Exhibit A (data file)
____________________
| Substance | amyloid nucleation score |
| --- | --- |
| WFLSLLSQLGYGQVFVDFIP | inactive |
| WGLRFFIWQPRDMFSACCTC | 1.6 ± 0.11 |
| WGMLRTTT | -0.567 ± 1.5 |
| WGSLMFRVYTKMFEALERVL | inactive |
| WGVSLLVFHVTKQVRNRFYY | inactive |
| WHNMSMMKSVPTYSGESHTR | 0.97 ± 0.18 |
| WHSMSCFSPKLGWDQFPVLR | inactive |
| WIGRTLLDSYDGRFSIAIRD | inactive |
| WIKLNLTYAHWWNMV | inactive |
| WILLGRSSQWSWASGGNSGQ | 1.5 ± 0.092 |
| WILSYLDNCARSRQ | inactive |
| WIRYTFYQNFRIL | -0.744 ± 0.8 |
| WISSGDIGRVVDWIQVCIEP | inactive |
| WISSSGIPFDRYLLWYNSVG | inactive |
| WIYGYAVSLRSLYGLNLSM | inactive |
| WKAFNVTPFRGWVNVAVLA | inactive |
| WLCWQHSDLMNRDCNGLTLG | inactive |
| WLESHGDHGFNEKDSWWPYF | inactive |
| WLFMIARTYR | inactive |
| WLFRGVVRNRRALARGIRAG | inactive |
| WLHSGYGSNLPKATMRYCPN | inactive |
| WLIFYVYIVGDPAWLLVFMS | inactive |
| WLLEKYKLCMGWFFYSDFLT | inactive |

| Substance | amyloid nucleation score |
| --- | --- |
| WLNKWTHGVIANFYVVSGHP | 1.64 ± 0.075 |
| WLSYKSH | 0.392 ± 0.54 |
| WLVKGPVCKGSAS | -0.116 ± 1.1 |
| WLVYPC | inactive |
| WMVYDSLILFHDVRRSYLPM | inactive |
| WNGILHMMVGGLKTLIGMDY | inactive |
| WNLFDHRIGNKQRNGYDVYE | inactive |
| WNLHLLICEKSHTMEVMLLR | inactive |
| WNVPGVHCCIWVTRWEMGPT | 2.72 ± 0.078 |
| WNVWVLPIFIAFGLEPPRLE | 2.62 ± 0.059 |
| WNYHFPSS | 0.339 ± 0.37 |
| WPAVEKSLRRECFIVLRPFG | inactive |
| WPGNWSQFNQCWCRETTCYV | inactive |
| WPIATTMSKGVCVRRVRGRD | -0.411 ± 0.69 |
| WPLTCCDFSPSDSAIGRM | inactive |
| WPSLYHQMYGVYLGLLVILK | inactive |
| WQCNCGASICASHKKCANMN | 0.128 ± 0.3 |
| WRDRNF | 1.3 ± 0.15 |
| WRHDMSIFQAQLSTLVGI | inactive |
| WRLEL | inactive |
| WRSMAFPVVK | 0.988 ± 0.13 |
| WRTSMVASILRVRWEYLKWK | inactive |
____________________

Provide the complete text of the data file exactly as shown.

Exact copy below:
| Substance | amyloid nucleation score |
| --- | --- |
| WFLSLLSQLGYGQVFVDFIP | inactive |
| WGLRFFIWQPRDMFSACCTC | 1.6 ± 0.11 |
| WGMLRTTT | -0.567 ± 1.5 |
| WGSLMFRVYTKMFEALERVL | inactive |
| WGVSLLVFHVTKQVRNRFYY | inactive |
| WHNMSMMKSVPTYSGESHTR | 0.97 ± 0.18 |
| WHSMSCFSPKLGWDQFPVLR | inactive |
| WIGRTLLDSYDGRFSIAIRD | inactive |
| WIKLNLTYAHWWNMV | inactive |
| WILLGRSSQWSWASGGNSGQ | 1.5 ± 0.092 |
| WILSYLDNCARSRQ | inactive |
| WIRYTFYQNFRIL | -0.744 ± 0.8 |
| WISSGDIGRVVDWIQVCIEP | inactive |
| WISSSGIPFDRYLLWYNSVG | inactive |
| WIYGYAVSLRSLYGLNLSM | inactive |
| WKAFNVTPFRGWVNVAVLA | inactive |
| WLCWQHSDLMNRDCNGLTLG | inactive |
| WLESHGDHGFNEKDSWWPYF | inactive |
| WLFMIARTYR | inactive |
| WLFRGVVRNRRALARGIRAG | inactive |
| WLHSGYGSNLPKATMRYCPN | inactive |
| WLIFYVYIVGDPAWLLVFMS | inactive |
| WLLEKYKLCMGWFFYSDFLT | inactive |

| Substance | amyloid nucleation score |
| --- | --- |
| WLNKWTHGVIANFYVVSGHP | 1.64 ± 0.075 |
| WLSYKSH | 0.392 ± 0.54 |
| WLVKGPVCKGSAS | -0.116 ± 1.1 |
| WLVYPC | inactive |
| WMVYDSLILFHDVRRSYLPM | inactive |
| WNGILHMMVGGLKTLIGMDY | inactive |
| WNLFDHRIGNKQRNGYDVYE | inactive |
| WNLHLLICEKSHTMEVMLLR | inactive |
| WNVPGVHCCIWVTRWEMGPT | 2.72 ± 0.078 |
| WNVWVLPIFIAFGLEPPRLE | 2.62 ± 0.059 |
| WNYHFPSS | 0.339 ± 0.37 |
| WPAVEKSLRRECFIVLRPFG | inactive |
| WPGNWSQFNQCWCRETTCYV | inactive |
| WPIATTMSKGVCVRRVRGRD | -0.411 ± 0.69 |
| WPLTCCDFSPSDSAIGRM | inactive |
| WPSLYHQMYGVYLGLLVILK | inactive |
| WQCNCGASICASHKKCANMN | 0.128 ± 0.3 |
| WRDRNF | 1.3 ± 0.15 |
| WRHDMSIFQAQLSTLVGI | inactive |
| WRLEL | inactive |
| WRSMAFPVVK | 0.988 ± 0.13 |
| WRTSMVASILRVRWEYLKWK | inactive |